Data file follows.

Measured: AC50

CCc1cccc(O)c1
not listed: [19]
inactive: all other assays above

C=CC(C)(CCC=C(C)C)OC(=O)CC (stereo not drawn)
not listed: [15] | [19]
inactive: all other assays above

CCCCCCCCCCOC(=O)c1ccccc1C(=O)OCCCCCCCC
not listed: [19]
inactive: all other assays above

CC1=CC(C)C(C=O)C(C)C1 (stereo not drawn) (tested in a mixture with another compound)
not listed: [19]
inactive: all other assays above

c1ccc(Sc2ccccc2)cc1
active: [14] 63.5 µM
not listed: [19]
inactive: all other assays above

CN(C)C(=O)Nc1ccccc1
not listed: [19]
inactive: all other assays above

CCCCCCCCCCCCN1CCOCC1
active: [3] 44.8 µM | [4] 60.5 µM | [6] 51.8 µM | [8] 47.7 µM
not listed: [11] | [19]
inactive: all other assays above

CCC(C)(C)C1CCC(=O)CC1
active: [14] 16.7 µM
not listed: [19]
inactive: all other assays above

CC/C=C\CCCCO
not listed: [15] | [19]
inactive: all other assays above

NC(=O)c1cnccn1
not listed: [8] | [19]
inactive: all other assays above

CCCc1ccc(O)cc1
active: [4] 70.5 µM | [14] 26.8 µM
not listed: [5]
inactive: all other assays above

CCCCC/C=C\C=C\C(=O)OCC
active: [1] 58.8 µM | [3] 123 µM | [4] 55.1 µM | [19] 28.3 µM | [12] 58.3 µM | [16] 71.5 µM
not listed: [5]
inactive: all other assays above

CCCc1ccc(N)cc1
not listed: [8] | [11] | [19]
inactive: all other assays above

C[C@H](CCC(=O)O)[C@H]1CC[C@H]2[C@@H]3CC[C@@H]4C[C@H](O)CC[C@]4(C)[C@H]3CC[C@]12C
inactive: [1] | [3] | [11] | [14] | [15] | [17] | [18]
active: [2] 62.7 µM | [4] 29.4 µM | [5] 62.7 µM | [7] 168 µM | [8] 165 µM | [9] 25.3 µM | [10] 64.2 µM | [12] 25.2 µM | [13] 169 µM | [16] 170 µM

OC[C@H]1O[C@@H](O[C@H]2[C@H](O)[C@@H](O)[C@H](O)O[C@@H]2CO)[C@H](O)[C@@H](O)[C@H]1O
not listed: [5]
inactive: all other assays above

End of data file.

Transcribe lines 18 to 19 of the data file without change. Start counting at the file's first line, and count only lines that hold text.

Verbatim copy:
CN(C)C(=O)Nc1ccccc1
not listed: [19]